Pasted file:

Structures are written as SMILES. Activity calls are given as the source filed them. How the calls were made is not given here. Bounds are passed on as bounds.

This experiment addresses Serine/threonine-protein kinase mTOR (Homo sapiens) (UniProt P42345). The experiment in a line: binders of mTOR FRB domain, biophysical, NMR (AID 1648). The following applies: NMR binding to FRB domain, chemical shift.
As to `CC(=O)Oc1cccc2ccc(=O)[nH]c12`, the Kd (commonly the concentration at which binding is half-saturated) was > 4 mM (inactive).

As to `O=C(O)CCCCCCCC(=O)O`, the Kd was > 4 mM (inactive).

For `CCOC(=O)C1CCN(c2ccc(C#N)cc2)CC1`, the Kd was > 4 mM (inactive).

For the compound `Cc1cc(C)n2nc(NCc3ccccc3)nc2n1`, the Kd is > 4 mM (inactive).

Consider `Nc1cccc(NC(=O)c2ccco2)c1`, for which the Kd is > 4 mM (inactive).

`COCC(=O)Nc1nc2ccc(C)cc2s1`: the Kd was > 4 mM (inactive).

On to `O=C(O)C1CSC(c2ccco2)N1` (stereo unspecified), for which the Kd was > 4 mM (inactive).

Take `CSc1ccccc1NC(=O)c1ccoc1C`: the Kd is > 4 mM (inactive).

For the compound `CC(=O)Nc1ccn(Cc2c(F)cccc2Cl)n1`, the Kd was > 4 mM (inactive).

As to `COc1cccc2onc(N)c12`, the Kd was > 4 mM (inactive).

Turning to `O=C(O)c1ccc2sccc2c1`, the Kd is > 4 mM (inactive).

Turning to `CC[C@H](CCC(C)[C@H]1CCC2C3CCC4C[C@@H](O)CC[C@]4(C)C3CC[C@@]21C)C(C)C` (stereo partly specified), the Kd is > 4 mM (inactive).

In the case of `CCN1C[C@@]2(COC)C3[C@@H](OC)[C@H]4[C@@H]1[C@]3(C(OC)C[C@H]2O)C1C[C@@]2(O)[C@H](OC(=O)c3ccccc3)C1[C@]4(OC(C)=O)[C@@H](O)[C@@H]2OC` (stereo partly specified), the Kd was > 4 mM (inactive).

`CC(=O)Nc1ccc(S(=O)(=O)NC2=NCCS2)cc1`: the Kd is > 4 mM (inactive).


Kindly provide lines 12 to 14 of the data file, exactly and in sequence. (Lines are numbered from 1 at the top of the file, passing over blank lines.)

As to `COc1cccc2onc(N)c12`, the Kd was > 4 mM (inactive).

Turning to `O=C(O)c1ccc2sccc2c1`, the Kd is > 4 mM (inactive).

Turning to `CC[C@H](CCC(C)[C@H]1CCC2C3CCC4C[C@@H](O)CC[C@]4(C)C3CC[C@@]21C)C(C)C` (stereo partly specified), the Kd is > 4 mM (inactive).